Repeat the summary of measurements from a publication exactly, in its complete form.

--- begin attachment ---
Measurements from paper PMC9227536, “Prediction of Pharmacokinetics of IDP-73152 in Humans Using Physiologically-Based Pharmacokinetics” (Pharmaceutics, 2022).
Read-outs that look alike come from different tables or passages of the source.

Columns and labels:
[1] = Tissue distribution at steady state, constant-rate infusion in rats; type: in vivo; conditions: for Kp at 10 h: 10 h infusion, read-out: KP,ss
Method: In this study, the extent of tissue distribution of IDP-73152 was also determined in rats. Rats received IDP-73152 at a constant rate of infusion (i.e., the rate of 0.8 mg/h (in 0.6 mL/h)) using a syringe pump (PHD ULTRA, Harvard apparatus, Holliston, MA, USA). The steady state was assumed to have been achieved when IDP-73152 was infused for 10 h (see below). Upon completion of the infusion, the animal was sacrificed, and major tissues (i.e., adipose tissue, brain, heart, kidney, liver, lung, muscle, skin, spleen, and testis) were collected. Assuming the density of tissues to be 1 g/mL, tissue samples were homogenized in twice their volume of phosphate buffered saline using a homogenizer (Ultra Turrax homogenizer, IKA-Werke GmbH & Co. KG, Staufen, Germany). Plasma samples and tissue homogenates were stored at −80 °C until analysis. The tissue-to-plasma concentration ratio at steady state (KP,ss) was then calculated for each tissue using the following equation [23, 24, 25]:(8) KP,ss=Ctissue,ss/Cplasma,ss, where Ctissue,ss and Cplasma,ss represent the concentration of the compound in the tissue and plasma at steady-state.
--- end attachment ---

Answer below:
Measurements from paper PMC9227536, “Prediction of Pharmacokinetics of IDP-73152 in Humans Using Physiologically-Based Pharmacokinetics” (Pharmaceutics, 2022).
Read-outs that look alike come from different tables or passages of the source.

Columns and labels:
[1] = Tissue distribution at steady state, constant-rate infusion in rats; type: in vivo; conditions: for Kp at 10 h: 10 h infusion, read-out: KP,ss
Method: In this study, the extent of tissue distribution of IDP-73152 was also determined in rats. Rats received IDP-73152 at a constant rate of infusion (i.e., the rate of 0.8 mg/h (in 0.6 mL/h)) using a syringe pump (PHD ULTRA, Harvard apparatus, Holliston, MA, USA). The steady state was assumed to have been achieved when IDP-73152 was infused for 10 h (see below). Upon completion of the infusion, the animal was sacrificed, and major tissues (i.e., adipose tissue, brain, heart, kidney, liver, lung, muscle, skin, spleen, and testis) were collected. Assuming the density of tissues to be 1 g/mL, tissue samples were homogenized in twice their volume of phosphate buffered saline using a homogenizer (Ultra Turrax homogenizer, IKA-Werke GmbH & Co. KG, Staufen, Germany). Plasma samples and tissue homogenates were stored at −80 °C until analysis. The tissue-to-plasma concentration ratio at steady state (KP,ss) was then calculated for each tissue using the following equation [23, 24, 25]:(8) KP,ss=Ctissue,ss/Cplasma,ss, where Ctissue,ss and Cplasma,ss represent the concentration of the compound in the tissue and plasma at steady-state.